The Security Council (SC) is one of the most important and powerful bodies within the United Nations (UN) and the international legal order as it relates to the international peace and security agenda. For over 20 years, UN Member States have called for reforms that would make the Security Council more representative, efficient, and better suited to address the security challenges that face the international community today. Secretary Generals Boutros Boutros-Ghali, Kofi Annan, and Ban Ki-Moon have attempted to push the reform debate forward unsuccessfully and this challenge of Security Council reform has been a thorn in the agenda of Presidents of the General Assembly (GA) since December 1992, when the issue was included in the GA agenda. Since then, countless proposals have been deliberated, numerous coalitions have been formed, and ten rounds of Intergovernmental Negotiations have resulted in an extremely complex stalemate, where entrenched positions leave little room for compromise. Given this context, and the diverse set of interests and geo-political rivalries in play, recent attempts have been made to pursue progress on process before tackling the substantive issues under consideration.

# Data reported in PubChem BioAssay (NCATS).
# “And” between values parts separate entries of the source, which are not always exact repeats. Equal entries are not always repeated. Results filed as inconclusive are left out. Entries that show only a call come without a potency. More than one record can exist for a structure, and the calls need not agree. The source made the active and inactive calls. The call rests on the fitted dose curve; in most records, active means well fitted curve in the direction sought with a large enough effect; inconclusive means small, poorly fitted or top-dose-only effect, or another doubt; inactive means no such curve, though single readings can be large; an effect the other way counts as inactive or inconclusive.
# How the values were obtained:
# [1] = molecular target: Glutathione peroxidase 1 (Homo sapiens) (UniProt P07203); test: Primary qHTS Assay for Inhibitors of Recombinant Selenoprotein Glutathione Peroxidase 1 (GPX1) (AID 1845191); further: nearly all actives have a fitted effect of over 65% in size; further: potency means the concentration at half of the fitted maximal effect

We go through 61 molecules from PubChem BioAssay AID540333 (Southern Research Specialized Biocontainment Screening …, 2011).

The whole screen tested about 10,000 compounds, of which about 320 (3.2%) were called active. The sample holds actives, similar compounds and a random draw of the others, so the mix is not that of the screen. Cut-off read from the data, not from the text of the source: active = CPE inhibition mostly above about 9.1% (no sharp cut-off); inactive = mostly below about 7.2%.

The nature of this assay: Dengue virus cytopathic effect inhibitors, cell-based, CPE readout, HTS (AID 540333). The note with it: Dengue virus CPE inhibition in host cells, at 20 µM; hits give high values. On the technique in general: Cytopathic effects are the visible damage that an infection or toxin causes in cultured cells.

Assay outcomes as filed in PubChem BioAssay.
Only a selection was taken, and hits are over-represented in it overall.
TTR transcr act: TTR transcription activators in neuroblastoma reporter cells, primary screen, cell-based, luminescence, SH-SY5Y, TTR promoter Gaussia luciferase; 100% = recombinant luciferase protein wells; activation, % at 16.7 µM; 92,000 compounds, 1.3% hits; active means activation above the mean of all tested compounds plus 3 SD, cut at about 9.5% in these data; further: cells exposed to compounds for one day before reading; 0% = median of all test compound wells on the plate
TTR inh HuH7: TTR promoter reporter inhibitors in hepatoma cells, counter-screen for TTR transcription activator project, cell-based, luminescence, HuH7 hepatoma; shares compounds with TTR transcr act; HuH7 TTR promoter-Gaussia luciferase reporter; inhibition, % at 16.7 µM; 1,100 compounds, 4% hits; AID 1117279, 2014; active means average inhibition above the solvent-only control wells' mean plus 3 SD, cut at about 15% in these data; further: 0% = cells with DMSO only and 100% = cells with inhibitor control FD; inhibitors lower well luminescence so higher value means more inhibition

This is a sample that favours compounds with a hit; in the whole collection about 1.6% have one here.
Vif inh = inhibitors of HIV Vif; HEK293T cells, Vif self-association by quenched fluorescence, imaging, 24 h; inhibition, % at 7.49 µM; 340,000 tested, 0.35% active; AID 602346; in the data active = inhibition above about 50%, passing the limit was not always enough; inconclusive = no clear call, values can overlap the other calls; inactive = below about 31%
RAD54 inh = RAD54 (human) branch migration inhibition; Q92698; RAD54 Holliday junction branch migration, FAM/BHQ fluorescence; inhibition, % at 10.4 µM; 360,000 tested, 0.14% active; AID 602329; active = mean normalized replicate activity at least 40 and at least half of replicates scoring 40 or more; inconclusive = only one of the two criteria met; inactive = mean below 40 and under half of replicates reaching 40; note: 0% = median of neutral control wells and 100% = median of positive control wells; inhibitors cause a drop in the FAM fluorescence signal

This briefing paper summarizes the historical background of the Security Council reform process and analyzes the latest efforts aimed at reinvigorating the reform debate. It analyzes President Ashe’s initiatives during the 68th session, introduces the position of each prominent coalition, explores France’s articulation of a “code of conduct” for the use of the veto, and considers the stated goal of many Members States: that a more representative, efficient, and transparent Security Council will be achieved by the United Nations 70th anniversary at the 2015 United Nations Summit.